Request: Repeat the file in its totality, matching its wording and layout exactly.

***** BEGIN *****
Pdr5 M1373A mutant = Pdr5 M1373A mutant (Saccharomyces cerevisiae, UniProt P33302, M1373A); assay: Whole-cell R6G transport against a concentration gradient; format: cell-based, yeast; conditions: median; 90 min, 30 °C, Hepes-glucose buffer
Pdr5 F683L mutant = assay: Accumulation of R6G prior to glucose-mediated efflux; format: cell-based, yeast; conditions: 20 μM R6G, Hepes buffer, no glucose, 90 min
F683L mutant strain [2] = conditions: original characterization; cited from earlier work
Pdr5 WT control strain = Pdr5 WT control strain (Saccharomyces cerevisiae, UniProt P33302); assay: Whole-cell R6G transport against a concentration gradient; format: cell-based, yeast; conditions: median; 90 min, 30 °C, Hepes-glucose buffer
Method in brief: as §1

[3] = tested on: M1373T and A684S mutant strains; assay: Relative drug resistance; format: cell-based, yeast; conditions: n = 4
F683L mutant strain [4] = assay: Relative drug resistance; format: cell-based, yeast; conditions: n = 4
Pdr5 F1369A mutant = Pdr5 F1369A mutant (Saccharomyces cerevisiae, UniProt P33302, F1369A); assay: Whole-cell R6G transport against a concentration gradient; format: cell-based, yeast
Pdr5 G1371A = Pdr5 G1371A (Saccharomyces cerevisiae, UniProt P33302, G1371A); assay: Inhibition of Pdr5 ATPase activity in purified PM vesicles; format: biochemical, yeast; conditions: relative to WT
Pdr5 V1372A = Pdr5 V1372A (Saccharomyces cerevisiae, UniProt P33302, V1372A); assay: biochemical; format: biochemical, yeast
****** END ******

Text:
Pdr5 M1373A mutant = Pdr5 M1373A mutant (Saccharomyces cerevisiae, UniProt P33302, M1373A); assay: Whole-cell R6G transport against a concentration gradient; format: cell-based, yeast; conditions: median; 90 min, 30 °C, Hepes-glucose buffer
Pdr5 F683L mutant = assay: Accumulation of R6G prior to glucose-mediated efflux; format: cell-based, yeast; conditions: 20 μM R6G, Hepes buffer, no glucose, 90 min
F683L mutant strain [2] = conditions: original characterization; cited from earlier work
Pdr5 WT control strain = Pdr5 WT control strain (Saccharomyces cerevisiae, UniProt P33302); assay: Whole-cell R6G transport against a concentration gradient; format: cell-based, yeast; conditions: median; 90 min, 30 °C, Hepes-glucose buffer
Method in brief: as §1

[3] = tested on: M1373T and A684S mutant strains; assay: Relative drug resistance; format: cell-based, yeast; conditions: n = 4
F683L mutant strain [4] = assay: Relative drug resistance; format: cell-based, yeast; conditions: n = 4
Pdr5 F1369A mutant = Pdr5 F1369A mutant (Saccharomyces cerevisiae, UniProt P33302, F1369A); assay: Whole-cell R6G transport against a concentration gradient; format: cell-based, yeast
Pdr5 G1371A = Pdr5 G1371A (Saccharomyces cerevisiae, UniProt P33302, G1371A); assay: Inhibition of Pdr5 ATPase activity in purified PM vesicles; format: biochemical, yeast; conditions: relative to WT
Pdr5 V1372A = Pdr5 V1372A (Saccharomyces cerevisiae, UniProt P33302, V1372A); assay: biochemical; format: biochemical, yeast